Feb 24, 2013
What must a plaintiff prove when claiming tortious interference with an existing contract?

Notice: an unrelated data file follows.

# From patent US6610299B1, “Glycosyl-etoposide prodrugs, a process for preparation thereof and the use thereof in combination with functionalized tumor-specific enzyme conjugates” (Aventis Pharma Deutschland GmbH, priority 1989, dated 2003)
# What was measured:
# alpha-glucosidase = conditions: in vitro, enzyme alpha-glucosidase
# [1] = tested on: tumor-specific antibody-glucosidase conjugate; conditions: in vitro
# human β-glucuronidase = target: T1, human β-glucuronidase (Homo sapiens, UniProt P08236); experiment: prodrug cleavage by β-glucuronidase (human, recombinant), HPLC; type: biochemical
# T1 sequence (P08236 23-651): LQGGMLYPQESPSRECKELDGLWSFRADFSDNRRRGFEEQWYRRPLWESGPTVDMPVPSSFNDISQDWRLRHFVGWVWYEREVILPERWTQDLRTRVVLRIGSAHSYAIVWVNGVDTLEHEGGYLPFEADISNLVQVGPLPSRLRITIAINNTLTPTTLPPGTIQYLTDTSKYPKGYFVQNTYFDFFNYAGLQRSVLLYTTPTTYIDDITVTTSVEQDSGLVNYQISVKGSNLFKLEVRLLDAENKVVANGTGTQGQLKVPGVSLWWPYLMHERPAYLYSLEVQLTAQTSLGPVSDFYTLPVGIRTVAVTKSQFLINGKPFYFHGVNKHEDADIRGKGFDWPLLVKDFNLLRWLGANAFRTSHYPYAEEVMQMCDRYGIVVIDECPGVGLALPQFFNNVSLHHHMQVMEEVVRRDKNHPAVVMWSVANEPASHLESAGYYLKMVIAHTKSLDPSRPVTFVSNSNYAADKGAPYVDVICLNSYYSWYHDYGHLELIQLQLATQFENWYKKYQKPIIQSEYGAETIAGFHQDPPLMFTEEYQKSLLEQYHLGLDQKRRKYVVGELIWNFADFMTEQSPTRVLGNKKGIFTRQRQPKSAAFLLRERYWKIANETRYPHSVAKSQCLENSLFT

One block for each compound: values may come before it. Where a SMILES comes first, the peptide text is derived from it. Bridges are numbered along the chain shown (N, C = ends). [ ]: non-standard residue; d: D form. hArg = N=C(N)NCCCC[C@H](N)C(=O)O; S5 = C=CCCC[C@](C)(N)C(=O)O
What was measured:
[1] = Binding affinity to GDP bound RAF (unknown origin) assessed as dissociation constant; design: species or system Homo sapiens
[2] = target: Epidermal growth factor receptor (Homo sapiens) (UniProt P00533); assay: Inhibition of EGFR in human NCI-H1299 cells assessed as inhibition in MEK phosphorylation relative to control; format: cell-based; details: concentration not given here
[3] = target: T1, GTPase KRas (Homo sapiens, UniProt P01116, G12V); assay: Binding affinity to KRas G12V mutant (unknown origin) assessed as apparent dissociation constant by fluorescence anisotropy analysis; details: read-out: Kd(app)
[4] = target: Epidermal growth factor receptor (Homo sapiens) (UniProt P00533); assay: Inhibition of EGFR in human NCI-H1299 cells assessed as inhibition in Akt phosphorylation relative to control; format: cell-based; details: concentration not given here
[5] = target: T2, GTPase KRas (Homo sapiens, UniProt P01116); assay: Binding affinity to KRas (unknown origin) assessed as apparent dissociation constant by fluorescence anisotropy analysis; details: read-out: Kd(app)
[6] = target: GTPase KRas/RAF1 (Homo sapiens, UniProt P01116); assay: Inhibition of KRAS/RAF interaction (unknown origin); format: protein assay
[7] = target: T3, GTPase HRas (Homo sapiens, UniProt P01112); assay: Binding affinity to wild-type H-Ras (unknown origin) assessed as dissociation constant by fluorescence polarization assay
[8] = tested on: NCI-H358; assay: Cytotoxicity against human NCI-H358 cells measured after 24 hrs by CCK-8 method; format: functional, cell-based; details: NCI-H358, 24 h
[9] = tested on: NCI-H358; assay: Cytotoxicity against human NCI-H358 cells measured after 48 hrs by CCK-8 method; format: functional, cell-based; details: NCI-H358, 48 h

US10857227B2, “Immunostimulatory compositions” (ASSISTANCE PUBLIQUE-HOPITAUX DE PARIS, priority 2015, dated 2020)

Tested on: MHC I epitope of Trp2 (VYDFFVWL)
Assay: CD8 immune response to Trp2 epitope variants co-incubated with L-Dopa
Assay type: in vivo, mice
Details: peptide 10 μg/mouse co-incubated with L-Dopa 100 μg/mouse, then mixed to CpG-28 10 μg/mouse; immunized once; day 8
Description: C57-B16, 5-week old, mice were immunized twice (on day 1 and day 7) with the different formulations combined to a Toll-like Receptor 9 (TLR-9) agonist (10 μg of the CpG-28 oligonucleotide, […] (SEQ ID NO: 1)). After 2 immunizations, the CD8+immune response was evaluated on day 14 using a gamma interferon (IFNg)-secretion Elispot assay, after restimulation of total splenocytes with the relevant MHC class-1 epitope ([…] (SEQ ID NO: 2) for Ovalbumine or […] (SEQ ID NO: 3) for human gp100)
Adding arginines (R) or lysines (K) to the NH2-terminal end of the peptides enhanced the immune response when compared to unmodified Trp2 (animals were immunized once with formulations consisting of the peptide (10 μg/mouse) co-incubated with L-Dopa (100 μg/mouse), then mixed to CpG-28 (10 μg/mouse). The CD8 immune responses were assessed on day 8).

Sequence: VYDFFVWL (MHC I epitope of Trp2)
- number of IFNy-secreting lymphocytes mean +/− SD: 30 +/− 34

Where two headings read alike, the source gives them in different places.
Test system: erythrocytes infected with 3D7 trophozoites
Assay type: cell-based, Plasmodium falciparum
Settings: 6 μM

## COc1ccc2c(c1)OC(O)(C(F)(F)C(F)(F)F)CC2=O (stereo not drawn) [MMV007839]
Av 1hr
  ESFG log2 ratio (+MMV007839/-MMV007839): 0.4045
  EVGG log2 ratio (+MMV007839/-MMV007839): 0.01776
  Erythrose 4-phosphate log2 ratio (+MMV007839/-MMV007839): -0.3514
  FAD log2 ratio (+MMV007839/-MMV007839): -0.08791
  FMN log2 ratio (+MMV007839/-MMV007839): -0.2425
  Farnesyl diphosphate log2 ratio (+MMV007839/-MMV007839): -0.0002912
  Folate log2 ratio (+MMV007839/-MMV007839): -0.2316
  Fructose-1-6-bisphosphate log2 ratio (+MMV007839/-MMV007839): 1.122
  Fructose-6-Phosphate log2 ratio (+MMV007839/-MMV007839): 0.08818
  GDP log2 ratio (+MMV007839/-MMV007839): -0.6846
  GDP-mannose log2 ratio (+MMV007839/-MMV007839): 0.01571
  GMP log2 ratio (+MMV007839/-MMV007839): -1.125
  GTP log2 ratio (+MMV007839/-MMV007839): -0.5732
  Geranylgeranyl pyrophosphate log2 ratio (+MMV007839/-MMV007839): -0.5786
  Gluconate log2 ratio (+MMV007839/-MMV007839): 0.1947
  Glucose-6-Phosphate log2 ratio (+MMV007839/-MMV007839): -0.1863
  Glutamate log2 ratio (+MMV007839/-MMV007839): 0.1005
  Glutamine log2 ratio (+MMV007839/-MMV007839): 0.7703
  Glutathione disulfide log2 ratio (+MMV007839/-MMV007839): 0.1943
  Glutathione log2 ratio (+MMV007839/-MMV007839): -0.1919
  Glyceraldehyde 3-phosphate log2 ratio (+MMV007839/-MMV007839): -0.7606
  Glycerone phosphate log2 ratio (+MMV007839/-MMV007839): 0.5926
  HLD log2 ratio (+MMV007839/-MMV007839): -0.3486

To recover for a tortious interference with an existing contract, a plaintiff must prove: (1) the existence of a contract subject to interference; (2) a willful and intentional act of interference; (3) that the act was a proximate cause of the plaintiff's damages; and (4) actual damage or loss. See Butnaru v. Ford Motor Co., 84 S.W.3d 198, 207 (Tex. 2002). Proximate cause is that cause which in a natural and continuous sequence, unbroken by any new and independent cause, produces the injury and without which the injury would not have occurred. See Phoenix Refining Co. v. Tips, 125 Tex. 69, 81 S.W.2d 60, 61 (Tex. 1935); see also Cook Consultants, Inc. v. Larson, 700 S.W.2d 231, 236 (Tex. App. – Dallas 1985, writ ref'd n.r.e.). “To show proximate cause, a plaintiff must allege that 'the defendant took an active part in persuading a party to a contract to breach it. Merely entering into a contract with a party with the knowledge of that party's contractual obligations to someone else is not the same as inducing a breach. It is necessary that there be some act of interference or of persuading a party to breach, for example by offering better terms or other incentives, for tort liability to arise.” M-I LLC v. Stelly, 733 F. Supp. 2d 759, 775 (S.D. Tex. 2010). A plaintiff is not limited to showing the contract was actually breached. Any interference that makes performance more burdensome or difficult or of less or no value to the one entitled to performance is actionable. See Khan v. GBAK Props, Inc., 371 S.W.3d 347, 359-60 (Tex. App. – Houston [1st Dist.] 2012, no pet.).